Location: montreal
Contact:

Post by Azad » Tue Aug 29, 2006 8:06 pm

ive heard mailing yourself is an urban legend. doest hold up in court
Friend to all small creatures everywhere (felines need not apply)

http://www.guerrilla-comics.com
http://www.livejournal.com/users/cubicz

User avatar
Mac McCool
Posts: 201
Joined: Thu Aug 12, 2004 8:15 am
Location: L.A., CA, U.S.A.
Contact:

Post by Mac McCool » Tue Aug 29, 2006 9:18 pm

Azad wrote:ive heard mailing yourself is an urban legend. doest hold up in court
I heard it too from attorney Michael Lovitz at his Comic-Con presentations (Comic Book Law School), which are great to learn more about these topics.

User avatar
jshamblin
Posts: 351
Joined: Sat Feb 11, 2006 6:35 am
Location: Naptancia
Contact:

Post by jshamblin » Thu Aug 31, 2006 7:42 am

Azad wrote:ive heard mailing yourself is an urban legend. doest hold up in court
In many cases it's true and it's for good reason. It's because you're an artist and postmarks are easily doctored. A judge has no way of knowing for sure who is being honest. I've also heard stories of people sending themselves empty envelopes registered mail and who knows how many other creative ways people can think of to cheat one another.

Best advise, don't worry about copyrights. Do your best work and publish it online. There's are ways for tracking your work once it's online to prove when you created it and in some cases, who has seen it. Besides, stress kills creativity. Don't put yourself through it.
Image

rajesh
Posts: 76
Joined: Sat Feb 18, 2006 12:59 am

Post by rajesh » Thu Aug 31, 2006 4:02 pm

Copyrights do more than just protect the idea or prevent others from trying to ape your style (which cannot be copyrighted anyway).

And registering the copyright is not only about preventing others from claiming your work as their own.

Sometimes, people just take copies of sketches, illos, or comics by hot artists, self-publish a book, and sell them on eBay, raking in millions.





Okay, I don't know about raking in millions or even several thousands.

But I imagine it's enough to make them keep doing it.

Also, some clients will seek out cheaper freelance artists and instruct them to outright copy or manipulate another's work.

Usually though, the work being copied is work-for-hire and the headache of the owner not the artist.

Registering with the copyright office ensures your claim will be supported in court should you need to take action (mailing to yourself doesn't hold up in the US).

Of course, the costs usually outweigh the benefits unless the violator's sales are more than it would cost to find and sue him.

As others have mentioned, its very rare. I suspect it has more to do with the medium, artists, and culture. Music and film is a whole other ballgame.

To register or not to register is also not that big of a deal because you still have some time (1 year I believe) to register it after you discover a violation you may want to prosecute.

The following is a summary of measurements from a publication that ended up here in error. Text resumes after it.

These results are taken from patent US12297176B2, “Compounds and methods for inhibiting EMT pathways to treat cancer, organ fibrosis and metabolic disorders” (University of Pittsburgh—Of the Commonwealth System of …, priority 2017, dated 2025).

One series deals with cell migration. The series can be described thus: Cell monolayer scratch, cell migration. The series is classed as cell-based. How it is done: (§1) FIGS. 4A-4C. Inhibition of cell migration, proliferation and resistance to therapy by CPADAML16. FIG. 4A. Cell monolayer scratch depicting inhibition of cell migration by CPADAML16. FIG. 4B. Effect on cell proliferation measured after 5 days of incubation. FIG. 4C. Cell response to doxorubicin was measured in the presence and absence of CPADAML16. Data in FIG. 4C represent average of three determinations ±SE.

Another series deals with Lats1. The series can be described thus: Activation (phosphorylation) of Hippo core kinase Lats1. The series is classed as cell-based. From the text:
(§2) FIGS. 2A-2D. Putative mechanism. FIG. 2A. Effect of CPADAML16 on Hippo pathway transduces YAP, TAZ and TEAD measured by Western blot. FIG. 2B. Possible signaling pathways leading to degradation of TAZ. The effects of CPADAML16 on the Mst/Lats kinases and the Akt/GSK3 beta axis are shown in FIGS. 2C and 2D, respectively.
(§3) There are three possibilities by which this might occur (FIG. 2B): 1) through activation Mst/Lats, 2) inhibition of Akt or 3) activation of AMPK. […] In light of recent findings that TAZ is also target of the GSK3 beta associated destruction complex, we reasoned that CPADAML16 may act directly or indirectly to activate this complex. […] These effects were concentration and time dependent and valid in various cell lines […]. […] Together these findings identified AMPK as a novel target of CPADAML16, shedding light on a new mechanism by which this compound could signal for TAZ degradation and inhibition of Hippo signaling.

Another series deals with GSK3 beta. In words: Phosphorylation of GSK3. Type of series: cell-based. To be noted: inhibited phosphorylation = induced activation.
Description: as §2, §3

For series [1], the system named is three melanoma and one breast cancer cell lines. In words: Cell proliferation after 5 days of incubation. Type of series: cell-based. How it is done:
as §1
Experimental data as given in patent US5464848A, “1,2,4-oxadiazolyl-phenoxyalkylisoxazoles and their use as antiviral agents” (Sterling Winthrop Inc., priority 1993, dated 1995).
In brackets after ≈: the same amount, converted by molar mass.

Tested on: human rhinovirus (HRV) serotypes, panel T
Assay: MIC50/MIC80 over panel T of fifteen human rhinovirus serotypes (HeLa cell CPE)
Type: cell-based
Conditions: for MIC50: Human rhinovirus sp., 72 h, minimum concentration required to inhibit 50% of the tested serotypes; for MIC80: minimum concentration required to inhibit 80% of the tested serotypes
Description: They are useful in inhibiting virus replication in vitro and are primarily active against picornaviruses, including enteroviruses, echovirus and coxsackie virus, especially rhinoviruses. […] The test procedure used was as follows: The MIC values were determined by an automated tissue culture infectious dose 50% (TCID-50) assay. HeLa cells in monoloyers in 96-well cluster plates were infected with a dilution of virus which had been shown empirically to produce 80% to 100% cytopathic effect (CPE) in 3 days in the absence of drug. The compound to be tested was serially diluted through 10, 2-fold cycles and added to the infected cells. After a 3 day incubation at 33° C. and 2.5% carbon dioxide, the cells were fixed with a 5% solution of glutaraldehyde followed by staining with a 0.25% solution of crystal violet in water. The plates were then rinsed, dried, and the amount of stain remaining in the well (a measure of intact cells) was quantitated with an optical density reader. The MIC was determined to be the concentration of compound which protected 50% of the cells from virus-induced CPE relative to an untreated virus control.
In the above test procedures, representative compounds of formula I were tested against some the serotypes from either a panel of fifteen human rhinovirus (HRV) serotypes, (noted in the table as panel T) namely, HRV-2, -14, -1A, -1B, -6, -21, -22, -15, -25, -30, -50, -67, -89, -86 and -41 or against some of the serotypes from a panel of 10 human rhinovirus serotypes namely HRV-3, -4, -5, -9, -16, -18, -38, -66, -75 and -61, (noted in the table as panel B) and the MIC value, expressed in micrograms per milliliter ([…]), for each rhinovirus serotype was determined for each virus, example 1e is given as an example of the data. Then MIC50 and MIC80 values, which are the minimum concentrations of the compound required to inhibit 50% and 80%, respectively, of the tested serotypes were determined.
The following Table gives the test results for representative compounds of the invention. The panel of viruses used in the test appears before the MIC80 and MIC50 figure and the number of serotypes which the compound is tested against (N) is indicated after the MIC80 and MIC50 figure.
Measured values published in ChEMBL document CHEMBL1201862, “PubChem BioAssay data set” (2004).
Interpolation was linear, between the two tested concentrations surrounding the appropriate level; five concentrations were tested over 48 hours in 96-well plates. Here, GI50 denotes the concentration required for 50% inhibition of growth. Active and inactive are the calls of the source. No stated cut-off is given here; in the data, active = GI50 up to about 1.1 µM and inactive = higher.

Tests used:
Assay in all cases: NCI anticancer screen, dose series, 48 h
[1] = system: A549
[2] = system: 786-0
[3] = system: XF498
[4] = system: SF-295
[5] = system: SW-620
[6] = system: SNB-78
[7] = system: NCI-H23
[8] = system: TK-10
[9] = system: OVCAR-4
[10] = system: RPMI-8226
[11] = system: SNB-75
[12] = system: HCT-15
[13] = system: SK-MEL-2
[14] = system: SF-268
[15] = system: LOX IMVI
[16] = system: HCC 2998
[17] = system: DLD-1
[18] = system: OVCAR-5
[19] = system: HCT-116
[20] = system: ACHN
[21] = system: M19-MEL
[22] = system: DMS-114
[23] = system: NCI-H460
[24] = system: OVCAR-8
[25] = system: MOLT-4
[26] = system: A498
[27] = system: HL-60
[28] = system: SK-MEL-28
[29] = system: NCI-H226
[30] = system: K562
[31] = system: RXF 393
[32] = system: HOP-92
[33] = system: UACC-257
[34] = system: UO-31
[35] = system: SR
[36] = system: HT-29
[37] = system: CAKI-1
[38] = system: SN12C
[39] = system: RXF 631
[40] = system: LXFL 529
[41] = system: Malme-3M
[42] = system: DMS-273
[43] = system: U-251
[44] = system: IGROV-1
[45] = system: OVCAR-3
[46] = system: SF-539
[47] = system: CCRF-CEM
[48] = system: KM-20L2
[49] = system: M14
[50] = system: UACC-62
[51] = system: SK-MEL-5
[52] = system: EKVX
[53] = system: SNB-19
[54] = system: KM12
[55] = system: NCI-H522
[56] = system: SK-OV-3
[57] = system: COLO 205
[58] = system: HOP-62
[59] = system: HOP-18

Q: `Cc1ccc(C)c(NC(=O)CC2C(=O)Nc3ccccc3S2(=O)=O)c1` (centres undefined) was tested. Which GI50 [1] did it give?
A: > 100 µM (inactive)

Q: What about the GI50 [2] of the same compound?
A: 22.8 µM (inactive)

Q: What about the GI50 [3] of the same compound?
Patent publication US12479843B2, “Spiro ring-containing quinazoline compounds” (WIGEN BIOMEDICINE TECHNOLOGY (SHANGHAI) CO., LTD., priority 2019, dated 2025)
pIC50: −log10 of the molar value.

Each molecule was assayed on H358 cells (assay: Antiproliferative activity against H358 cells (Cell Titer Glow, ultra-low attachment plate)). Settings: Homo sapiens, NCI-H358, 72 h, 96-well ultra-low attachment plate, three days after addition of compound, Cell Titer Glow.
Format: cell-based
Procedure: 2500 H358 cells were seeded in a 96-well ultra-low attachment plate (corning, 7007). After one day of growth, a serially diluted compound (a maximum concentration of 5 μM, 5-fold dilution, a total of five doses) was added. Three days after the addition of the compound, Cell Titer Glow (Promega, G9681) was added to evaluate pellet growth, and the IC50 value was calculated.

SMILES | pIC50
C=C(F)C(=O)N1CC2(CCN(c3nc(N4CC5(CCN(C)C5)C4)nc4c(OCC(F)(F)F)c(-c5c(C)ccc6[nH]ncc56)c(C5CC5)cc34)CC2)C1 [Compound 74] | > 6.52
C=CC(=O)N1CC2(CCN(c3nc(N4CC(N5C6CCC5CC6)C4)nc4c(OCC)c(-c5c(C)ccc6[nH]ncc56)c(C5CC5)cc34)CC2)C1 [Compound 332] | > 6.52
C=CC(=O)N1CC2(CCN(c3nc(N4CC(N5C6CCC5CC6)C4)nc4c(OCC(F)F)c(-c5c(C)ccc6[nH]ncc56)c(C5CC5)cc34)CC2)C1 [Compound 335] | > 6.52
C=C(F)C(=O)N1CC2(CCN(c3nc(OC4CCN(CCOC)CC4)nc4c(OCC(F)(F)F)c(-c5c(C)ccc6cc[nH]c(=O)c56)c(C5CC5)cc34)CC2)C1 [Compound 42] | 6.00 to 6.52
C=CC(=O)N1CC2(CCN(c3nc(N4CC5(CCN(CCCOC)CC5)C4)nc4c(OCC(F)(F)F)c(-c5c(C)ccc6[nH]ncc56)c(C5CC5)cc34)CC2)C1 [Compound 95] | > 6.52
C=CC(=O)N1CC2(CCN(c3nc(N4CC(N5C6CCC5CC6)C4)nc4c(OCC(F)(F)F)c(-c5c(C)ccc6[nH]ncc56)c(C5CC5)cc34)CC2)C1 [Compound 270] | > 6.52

User avatar
JoePotato
Posts: 26
Joined: Wed Aug 10, 2005 8:38 am
Location: Elk Grove
Contact:

Post by JoePotato » Sun Sep 10, 2006 2:29 pm

Yeah,
We could all spend a lot of time worrying about copyrights. But I like to remember that mimicry is the best form of flattery. Meaning - if your stuff is worth others trying to copy it, it's probably good and will gain an audience of its own if you continue to produce it.

The one thing that I would add is that an official government copyright will make your work property of your estate for 50 years after your death; rather than going straight to public domain. This way your family, spouse or whoever you will your earthly life away too can reap the benefits of your work.

But, like life insurance and retirement, many of us are just trying to start a career in this field rather than think about being old or dead. So I agree with the notion of being a heart and soul creator and not worrying about the copy-cats.
Image

User avatar
jdalton
Posts: 698
Joined: Wed Aug 24, 2005 4:06 pm
Location: 1 hr east of Vancouver (currently)
Contact:

Post by jdalton » Sun Sep 10, 2006 7:23 pm

JoePotato wrote: The one thing that I would add is that an official government copyright will make your work property of your estate for 50 years after your death; rather than going straight to public domain.
No it's up to 90-something years now, isn't it? When I write my will (when I need a will), I'm going to stipulate that I want all my copyrights to be treated as public domain 50 years after I die. That's the way it should be.
Jonathon Dalton
Image Image

User avatar
Rem
Posts: 2
Joined: Mon Sep 18, 2006 8:47 pm
Location: Under a Gilded Sky
Contact:

Post by Rem » Tue Sep 19, 2006 9:56 pm

JDalton- Truly! I've been studying up on copyright laws off and on for a year or so now (since the first essay I had to do on it) and the extensions granted lately are turns for the worst, in my opinion. I personally wouldn't care if the copyright on my own things ended 20 years afterwards, if it helped someone else in their creative endevors. Of course, I'm not banking on anything of mine ever being my decendents main source of income (as it shouldn't anyway). ^_^
Image

Post Reply

Who is online

Users browsing this forum: No registered users and 20 guests